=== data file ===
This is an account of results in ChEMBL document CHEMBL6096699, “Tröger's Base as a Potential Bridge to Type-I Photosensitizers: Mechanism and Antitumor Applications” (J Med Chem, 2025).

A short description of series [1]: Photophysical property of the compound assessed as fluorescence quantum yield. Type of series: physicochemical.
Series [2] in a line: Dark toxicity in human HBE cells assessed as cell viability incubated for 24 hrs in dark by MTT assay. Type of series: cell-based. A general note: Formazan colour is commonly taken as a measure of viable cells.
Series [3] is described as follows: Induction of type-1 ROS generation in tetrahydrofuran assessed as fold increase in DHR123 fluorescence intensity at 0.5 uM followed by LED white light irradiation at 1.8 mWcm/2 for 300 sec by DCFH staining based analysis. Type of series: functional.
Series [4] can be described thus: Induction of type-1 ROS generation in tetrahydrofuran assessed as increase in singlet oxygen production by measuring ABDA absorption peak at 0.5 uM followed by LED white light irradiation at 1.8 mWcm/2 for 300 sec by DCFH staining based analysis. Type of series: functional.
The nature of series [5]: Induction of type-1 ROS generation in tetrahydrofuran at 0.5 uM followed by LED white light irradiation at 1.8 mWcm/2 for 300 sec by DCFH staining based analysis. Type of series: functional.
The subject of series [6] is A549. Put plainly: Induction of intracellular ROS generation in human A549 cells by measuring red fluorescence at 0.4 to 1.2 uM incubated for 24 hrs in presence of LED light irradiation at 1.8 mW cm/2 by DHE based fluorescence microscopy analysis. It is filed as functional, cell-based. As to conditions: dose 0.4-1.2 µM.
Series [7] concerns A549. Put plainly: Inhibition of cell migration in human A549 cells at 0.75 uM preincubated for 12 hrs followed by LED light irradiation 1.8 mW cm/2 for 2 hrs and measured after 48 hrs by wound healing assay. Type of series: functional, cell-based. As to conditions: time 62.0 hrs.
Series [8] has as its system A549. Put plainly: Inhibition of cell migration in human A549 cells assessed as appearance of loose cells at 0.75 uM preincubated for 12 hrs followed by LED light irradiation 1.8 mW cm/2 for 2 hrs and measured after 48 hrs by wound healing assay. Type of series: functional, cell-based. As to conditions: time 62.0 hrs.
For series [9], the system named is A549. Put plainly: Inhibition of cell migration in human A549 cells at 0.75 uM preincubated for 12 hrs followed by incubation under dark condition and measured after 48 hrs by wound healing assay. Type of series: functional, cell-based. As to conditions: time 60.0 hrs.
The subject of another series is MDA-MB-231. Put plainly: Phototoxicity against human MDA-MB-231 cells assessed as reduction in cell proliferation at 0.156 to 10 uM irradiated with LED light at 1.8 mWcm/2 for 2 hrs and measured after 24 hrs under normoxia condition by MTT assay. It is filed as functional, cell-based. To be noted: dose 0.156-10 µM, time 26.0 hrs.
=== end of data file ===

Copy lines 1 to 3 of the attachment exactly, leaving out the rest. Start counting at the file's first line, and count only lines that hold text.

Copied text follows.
This is an account of results in ChEMBL document CHEMBL6096699, “Tröger's Base as a Potential Bridge to Type-I Photosensitizers: Mechanism and Antitumor Applications” (J Med Chem, 2025).

A short description of series [1]: Photophysical property of the compound assessed as fluorescence quantum yield. Type of series: physicochemical.
Series [2] in a line: Dark toxicity in human HBE cells assessed as cell viability incubated for 24 hrs in dark by MTT assay. Type of series: cell-based. A general note: Formazan colour is commonly taken as a measure of viable cells.